Rufus: The Good, the Bad, and the Ugly

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In this article, I am going to talk about the pros and cons of Rufus software. For those who still don't know about Rufus, I’ll explain a bit. Rufus is a bootable USB maker software that enables you to create bootable media easily. Nowadays, Ii is very common to use USB as a bootable media instead of installing an operating system using CDs and DVDs. To make bootable media, there are many softwares available on today's market. Unlike Rufus, most of them are paid softwares.

By definition, Rufus is a software that can be used to make bootable USB flash drives. The bootable USB can be used to install the operating system on a device directly. All types of operating systems can be installed using Rufus. If you want to download Rufus, you can do so by visiting Rufus’ homepage. This software is very small. It weighs about 1.1 MB.

On Rufus' official website the developers claimed Rufus to have twice the performance when compared to other similar softwares.  The interface of Rufus is presented by one small window. No installation or pre-setup is needed, even inexperienced users will be able to use this program. Rufus also has the capability to automatically detect file system types and storage media. This application is concise.  For Rufus to do its magic, all it needs is an ISO file of your preferred OS. The best thing about Rufus is that it is open-source. Many developers are helping to make Rufus better.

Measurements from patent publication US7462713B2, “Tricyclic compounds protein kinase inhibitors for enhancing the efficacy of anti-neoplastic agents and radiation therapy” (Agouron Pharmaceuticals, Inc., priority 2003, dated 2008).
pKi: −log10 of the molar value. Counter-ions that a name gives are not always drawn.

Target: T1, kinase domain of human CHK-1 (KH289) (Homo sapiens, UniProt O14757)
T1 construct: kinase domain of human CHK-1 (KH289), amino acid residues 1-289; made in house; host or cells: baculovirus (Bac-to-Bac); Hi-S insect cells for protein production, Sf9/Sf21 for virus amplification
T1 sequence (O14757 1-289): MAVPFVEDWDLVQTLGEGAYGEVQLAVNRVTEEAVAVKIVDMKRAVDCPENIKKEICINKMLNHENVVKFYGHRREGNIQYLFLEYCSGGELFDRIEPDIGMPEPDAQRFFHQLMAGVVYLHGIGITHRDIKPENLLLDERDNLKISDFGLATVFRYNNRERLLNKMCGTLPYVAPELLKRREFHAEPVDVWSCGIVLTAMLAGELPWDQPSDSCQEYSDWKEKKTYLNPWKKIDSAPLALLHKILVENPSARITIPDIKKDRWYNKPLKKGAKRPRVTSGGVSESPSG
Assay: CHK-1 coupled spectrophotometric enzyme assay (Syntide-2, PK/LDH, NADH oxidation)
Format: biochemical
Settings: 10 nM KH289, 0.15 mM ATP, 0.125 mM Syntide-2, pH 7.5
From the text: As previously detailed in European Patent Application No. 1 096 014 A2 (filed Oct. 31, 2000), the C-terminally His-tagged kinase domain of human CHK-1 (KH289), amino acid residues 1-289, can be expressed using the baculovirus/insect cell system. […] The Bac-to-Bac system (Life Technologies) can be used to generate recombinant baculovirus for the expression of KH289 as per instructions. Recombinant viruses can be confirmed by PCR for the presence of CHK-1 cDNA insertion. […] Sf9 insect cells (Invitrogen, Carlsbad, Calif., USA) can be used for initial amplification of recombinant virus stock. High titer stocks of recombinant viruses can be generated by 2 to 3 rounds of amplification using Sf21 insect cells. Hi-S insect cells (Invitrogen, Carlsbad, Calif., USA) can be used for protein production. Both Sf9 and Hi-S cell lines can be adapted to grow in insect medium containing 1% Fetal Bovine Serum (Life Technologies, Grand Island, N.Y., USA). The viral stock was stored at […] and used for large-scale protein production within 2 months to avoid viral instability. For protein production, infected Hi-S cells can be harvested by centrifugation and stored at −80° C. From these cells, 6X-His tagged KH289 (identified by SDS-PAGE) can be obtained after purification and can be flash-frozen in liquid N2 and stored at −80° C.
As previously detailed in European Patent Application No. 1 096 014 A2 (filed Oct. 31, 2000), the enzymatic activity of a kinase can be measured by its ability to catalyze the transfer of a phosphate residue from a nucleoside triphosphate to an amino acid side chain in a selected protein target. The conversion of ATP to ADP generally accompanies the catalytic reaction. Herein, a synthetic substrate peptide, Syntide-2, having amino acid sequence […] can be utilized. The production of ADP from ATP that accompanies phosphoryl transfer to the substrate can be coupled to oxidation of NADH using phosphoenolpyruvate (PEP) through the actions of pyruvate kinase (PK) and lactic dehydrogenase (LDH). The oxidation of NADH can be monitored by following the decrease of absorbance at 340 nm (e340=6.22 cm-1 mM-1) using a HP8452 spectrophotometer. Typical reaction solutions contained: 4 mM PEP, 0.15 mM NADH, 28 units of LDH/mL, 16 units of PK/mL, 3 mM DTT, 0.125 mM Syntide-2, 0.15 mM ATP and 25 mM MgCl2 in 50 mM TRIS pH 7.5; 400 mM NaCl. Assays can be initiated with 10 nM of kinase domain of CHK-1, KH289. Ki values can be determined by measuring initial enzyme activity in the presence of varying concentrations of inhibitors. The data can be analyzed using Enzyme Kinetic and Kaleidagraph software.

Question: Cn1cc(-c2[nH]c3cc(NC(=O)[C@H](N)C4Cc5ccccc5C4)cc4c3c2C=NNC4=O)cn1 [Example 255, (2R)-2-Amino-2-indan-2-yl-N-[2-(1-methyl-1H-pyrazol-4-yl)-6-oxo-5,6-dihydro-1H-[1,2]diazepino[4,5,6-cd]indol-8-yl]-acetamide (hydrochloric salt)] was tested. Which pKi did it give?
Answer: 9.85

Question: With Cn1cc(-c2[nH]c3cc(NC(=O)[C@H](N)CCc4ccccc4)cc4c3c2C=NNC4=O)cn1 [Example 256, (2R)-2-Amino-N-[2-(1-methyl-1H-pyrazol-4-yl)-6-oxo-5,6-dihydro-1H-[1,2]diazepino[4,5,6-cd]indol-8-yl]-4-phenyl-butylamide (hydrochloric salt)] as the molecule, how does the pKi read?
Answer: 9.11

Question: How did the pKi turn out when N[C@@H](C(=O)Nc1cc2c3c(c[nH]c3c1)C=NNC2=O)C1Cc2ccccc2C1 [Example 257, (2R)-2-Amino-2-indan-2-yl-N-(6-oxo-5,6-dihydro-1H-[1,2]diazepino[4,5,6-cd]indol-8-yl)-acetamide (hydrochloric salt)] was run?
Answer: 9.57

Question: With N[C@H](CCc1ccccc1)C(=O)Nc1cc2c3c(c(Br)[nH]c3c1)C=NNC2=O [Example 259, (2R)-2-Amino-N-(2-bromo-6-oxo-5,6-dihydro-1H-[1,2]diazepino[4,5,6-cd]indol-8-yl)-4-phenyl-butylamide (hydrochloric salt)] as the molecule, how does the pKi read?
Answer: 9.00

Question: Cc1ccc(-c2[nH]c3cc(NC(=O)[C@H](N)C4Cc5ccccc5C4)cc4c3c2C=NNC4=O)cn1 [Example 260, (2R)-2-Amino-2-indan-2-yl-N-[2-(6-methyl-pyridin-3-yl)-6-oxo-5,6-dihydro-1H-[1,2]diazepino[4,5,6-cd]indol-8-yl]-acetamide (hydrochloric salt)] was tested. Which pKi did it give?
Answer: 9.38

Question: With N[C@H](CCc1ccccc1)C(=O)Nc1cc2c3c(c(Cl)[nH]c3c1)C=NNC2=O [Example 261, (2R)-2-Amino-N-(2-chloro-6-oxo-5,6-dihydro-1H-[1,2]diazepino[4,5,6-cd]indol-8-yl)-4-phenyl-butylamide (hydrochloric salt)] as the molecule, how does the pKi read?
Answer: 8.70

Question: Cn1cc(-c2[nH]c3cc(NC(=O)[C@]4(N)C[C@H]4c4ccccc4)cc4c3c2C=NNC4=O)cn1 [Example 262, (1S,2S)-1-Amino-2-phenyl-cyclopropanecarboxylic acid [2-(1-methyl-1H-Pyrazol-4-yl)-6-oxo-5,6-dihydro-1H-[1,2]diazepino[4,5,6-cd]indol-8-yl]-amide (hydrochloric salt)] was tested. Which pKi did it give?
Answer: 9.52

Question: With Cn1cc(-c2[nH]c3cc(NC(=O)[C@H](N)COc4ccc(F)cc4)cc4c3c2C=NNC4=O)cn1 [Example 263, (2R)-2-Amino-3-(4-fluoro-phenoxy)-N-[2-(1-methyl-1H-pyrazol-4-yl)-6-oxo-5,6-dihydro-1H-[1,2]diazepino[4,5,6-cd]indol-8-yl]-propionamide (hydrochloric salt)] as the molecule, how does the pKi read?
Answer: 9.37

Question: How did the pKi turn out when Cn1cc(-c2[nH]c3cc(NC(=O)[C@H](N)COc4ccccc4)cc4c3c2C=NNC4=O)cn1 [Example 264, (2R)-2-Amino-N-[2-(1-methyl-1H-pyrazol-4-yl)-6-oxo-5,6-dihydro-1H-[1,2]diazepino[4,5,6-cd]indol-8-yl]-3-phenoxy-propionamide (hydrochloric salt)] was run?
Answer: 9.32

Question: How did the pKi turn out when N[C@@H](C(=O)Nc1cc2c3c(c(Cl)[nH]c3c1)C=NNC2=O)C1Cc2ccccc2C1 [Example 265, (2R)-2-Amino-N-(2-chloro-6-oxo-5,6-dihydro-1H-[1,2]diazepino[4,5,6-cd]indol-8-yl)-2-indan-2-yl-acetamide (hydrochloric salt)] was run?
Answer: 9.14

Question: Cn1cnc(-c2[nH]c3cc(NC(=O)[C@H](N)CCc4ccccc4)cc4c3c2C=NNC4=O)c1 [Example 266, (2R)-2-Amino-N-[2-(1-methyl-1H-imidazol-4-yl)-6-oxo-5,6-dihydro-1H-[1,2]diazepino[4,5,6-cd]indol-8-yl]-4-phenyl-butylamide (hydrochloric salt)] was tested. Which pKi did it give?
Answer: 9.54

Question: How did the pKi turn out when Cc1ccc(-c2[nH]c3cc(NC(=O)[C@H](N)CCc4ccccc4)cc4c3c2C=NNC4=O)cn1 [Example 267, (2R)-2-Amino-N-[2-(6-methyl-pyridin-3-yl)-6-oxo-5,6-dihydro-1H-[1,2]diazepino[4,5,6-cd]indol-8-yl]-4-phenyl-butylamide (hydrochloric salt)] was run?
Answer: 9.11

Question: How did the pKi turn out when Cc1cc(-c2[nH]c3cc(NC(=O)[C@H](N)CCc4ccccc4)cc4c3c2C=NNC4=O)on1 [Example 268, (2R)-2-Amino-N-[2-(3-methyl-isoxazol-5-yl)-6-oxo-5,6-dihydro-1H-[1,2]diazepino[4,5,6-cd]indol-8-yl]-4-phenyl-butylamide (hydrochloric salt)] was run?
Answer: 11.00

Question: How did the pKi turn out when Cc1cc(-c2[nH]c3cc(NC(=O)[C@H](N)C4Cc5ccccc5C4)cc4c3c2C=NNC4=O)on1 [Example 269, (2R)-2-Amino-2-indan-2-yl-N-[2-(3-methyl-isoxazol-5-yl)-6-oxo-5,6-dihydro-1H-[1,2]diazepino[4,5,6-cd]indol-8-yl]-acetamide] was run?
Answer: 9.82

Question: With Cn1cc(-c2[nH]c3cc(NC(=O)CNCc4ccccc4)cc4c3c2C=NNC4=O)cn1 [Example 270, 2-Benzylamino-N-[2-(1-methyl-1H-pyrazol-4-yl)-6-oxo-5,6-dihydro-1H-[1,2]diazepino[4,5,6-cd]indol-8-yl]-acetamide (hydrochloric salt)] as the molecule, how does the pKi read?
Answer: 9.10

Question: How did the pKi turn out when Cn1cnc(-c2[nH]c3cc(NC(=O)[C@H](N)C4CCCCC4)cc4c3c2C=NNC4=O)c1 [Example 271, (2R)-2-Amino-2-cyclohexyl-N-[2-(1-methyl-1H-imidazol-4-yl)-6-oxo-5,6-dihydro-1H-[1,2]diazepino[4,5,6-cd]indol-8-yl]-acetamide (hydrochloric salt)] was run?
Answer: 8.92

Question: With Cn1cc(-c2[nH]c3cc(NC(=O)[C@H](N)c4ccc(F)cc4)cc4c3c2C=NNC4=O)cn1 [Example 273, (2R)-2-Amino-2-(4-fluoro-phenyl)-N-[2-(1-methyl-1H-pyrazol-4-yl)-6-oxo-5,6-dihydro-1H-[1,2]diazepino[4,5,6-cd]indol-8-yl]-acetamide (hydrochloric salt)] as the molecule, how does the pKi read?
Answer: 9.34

Rufus also can be used to update firmware from DOS or BIOS. The main downside to Rufus is that it is only available on Windows. However, even though it's not directly available for Linux, we can still use it with the help of the Wine software on Ubuntu. But even after installing it using Wine on Ubuntu, in our case Wine could not recognize the plugged USB flash drive.

In addition to the Rufus, here are some other softwares that can be used to make bootable USB flash drives.

Rufus Alternatives

Etcher

This application can be used either as a regular software or portable. As Rufus, Etcher supports all types of image files. The UI of Etcher is much user-friendlier than Rufus. Etcher has a free version and a paid version as well. Apart from commonly used ISO, the Etcher program also supports BIN, BZ2, DMG, DSK, ETCH, GZ, HDDIMG, RAW, RPI-SDIMG, SDCARD, and XZ file formats.

Win32 Disk Imager

This software is downloaded by quite a number of users. Win32 Disk Imager supports various types of operating systems ranging from Linux, Windows, and macOS. You can download it from SourceForge or their official website.